By Angela Noel
April 27, 2017
My mother-in-law, Karry, makes a bread that tastes like the intersection of pound cake, cinnamon sugar donuts, and the best thing I’ve ever eaten in my life. It’s so good, my son wanted me to save some so he could invite his friends over for a slice, and my husband and I had an uncomfortable stand-off over who should eat the last piece. (He won—but only because I didn’t tell him I wanted it. I just stared at him while he popped the crumbly, chocolate chip-studded morsel into his mouth.)
This evanescent bread, a variant of Amish Friendship Bread, has a mission beyond being delicious.
Surprising no one, I hungered (pun intended) for more.
What’s Done is Done?
After quizzing Karry and searching the internet, I learned the friendship element of the bread comes from the tradition of sharing not only loaves of the finished product, but a bit of the starter as well. This sharing business–of first spending ten days tending the starter, reserving some of it to use for next time, then giving some away–caught my attention. Some of the articles I read compared the practice to a chain letter, but I disagree. Instead, I see it as a metaphor for life.
The recipe for starter begins with combining at least three basic ingredients: flour, sugar, and milk. (You can also use baker’s yeast.) Then you knead and feed the mixture for the allotted time until it’s ready to take part in the magical process of bread making. In baking, you typically make something. But not starter. You don’t make a starter, you nurture it.
We call many things done when they reach a final, stable state. I’m done with the dishes, for instance, when I’ve either broken them all, or they’re clean. A starter is done, however, when it’s ready to be shared or transformed into something else.
Different from gifts of money, acts of charity, how-to books, or volunteering in the traditional sense, creating and offering starter to others assumes a collaboration between what is, and what could be. It starts with one creative person and passes forward, morphing and developing in new and wondrous ways. I’ve been lucky enough to come across several examples of this kind of starter recently.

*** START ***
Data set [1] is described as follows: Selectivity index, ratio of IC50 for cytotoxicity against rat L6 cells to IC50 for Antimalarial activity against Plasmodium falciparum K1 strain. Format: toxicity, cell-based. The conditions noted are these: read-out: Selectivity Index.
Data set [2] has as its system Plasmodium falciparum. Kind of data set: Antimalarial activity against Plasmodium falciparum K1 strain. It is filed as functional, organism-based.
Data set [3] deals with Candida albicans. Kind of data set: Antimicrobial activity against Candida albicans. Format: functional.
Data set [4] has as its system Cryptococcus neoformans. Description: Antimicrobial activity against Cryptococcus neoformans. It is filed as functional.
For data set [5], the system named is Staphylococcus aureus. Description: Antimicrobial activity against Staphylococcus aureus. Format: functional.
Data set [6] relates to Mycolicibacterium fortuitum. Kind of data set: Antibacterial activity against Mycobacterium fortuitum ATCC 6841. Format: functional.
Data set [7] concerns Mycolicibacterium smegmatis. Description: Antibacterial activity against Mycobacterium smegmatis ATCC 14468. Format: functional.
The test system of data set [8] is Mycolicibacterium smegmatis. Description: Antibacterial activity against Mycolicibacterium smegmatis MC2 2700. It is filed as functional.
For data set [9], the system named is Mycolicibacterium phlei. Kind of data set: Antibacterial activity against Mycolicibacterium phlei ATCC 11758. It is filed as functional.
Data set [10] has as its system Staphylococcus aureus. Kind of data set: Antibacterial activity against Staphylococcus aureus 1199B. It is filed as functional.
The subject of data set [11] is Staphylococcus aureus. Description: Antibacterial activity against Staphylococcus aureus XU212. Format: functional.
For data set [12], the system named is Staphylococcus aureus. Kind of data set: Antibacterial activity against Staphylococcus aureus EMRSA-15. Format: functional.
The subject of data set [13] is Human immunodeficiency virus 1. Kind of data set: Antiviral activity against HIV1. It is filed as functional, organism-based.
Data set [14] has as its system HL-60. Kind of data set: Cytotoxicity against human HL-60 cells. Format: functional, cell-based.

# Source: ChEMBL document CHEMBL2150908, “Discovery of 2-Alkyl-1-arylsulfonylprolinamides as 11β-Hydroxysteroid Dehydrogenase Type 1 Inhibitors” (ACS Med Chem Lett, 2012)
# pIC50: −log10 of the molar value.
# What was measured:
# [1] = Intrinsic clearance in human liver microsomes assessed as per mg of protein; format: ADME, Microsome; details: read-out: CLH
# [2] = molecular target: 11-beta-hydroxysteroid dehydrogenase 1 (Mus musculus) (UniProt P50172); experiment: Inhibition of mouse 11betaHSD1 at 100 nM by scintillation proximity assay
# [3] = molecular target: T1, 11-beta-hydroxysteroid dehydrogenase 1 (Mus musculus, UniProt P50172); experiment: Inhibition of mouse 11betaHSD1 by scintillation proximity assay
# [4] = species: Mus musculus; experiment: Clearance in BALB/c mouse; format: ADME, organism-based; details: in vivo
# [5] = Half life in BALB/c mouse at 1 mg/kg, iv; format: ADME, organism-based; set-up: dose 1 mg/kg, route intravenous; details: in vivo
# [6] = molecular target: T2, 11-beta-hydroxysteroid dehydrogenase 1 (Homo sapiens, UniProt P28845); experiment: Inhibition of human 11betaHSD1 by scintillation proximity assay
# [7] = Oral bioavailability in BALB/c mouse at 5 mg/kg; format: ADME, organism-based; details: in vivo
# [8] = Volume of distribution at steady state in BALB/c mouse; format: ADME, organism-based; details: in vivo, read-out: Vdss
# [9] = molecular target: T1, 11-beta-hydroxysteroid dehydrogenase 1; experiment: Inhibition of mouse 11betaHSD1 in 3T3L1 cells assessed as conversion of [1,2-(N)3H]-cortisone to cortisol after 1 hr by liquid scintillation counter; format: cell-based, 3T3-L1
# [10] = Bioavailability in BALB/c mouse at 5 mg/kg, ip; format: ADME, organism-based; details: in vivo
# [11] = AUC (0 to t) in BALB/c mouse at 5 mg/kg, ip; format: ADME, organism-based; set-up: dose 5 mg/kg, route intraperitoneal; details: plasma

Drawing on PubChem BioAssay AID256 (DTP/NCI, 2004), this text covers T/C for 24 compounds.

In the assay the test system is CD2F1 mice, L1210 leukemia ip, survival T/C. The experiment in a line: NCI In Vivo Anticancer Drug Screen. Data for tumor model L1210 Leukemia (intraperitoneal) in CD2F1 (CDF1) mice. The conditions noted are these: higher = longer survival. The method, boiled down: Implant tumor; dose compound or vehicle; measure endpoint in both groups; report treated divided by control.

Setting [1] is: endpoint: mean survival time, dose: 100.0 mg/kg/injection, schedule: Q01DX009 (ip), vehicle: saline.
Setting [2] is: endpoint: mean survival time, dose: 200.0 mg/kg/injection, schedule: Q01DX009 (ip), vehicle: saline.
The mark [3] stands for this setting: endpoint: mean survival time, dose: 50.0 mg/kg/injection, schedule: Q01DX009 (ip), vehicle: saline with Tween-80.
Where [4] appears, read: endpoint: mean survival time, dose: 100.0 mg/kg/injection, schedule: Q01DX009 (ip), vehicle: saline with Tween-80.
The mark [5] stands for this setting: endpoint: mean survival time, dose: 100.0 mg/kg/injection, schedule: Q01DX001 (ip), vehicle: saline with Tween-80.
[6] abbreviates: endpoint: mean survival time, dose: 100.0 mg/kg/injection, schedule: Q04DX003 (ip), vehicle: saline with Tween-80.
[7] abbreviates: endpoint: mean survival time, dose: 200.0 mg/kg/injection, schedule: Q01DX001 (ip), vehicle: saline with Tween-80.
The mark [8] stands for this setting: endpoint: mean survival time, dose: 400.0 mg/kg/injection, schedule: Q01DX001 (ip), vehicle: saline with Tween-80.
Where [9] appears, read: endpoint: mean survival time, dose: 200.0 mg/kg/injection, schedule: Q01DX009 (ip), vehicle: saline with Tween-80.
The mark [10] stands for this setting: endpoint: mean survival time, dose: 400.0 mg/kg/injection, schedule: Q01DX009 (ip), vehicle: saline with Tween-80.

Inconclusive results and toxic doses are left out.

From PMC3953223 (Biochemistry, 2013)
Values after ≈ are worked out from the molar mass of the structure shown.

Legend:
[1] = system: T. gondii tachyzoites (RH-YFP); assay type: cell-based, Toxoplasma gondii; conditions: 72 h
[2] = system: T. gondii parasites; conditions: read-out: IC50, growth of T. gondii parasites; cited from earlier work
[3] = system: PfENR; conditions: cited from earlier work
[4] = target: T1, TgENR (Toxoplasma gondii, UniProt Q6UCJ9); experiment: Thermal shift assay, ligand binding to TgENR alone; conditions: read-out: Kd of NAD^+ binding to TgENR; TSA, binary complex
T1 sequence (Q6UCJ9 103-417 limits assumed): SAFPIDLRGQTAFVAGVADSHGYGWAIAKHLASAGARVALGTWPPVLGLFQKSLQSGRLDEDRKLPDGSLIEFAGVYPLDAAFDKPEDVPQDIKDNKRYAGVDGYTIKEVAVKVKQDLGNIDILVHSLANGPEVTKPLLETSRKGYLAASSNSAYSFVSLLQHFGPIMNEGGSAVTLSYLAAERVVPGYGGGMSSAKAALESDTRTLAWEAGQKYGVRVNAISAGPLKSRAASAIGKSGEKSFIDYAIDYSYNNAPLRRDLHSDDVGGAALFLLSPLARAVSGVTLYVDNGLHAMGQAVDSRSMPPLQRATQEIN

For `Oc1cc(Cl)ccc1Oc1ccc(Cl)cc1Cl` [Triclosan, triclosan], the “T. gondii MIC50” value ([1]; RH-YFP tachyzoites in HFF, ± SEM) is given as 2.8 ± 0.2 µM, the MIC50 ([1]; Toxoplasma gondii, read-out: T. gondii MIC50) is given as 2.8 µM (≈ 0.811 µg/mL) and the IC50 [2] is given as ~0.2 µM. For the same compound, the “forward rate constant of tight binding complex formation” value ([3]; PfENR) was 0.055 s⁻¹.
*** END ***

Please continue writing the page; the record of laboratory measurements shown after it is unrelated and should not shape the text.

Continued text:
Or, perhaps because I was looking for them, they found me.
Traci Cavanaugh York posted an offer on her blog this week: Send her a favorite quote and she’ll pair it with one of the photographs in her collection. (Read her post here.) She wants to do more with her photos–she wants us to do more with them.
Bakers already know this, but the magic of starter dough (when you’re not using baker’s yeast) comes from the natural, albeit invisible, bacteria in the air. Create an enticing environment for these bacteria and chemical hocus pocus occurs. Traci’s invitation attracts others she can’t necessarily see–like me–to contribute to her creations. She wants collaboration, and wants the result of the collaboration to be more than it could have been had either of us acted on our own.
A Willing Recipient
I call this next example my Twitter angel story. A fellow writer and I shared a few tweets back and forth some months ago. She’d told me at some point that she’d attended a writer’s conference or two. The week before I planned to attend my first conference I asked her for some pointers. Not only did she offer advice and moral support, she gave me so much more.
Selling a novel to literary agents requires a particular skill I’ve yet to master. In the course of our conversation, she politely asked if I’d like her help with my marketing materials. Past midnight on a Friday, she edited, suggested, critiqued, and cajoled my words–transforming them from a passable product into an intriguing invitation.
I call her my Twitter angel because without her I couldn’t see where I’d gone wrong. This expert friend used the raw ingredients of what I had, and helped me make it better. She worked hard, and expected I would do the same. In fact, she asked for my buy-in up front before she edited a word. This step can mean the difference between a successful, joyful collaboration, and a mess of pointless goo.
The articles on Friendship Bread extol its virtues but warn a gift of starter should be carefully considered. “Everyone will eat the bread, but not everyone wants a bag or a jar of this stuff,” Karry explained with a smile. The bubbling, needy mix can confer an unwanted or unintended obligation. Some gifts, like advice and starter, are best offered when the receiver is willing and able to act on it.
Offered with Love, Not Judgement
No one learned this lesson more powerfully than a queer, muslim woman in Bahrain named Esra’a. Fearing violence in a culture where the law won’t protect her, she doesn’t appear in public in her activist persona. She took to the internet instead, founding a website, Majal.org. People can ask questions, and share their feelings–sometimes raw and painful–to get honest answers without judgment. Aiming to open minds through dialogue, she offers first-hand knowledge in a loving and simple way, believing the act of collaboration and shared experiences will bring change.
So, as I look at this gift, this bread, and what it represents, I see more than just delicious snack food. The combination of ingredients–those found in our kitchens or those we find in ourselves–nurtured over time and then shared with others creates amazing, often delightful, results. A starter is the beginning of something, each of us decides what we do next.
Your turn: What kinds of starters can you think of or have you observed?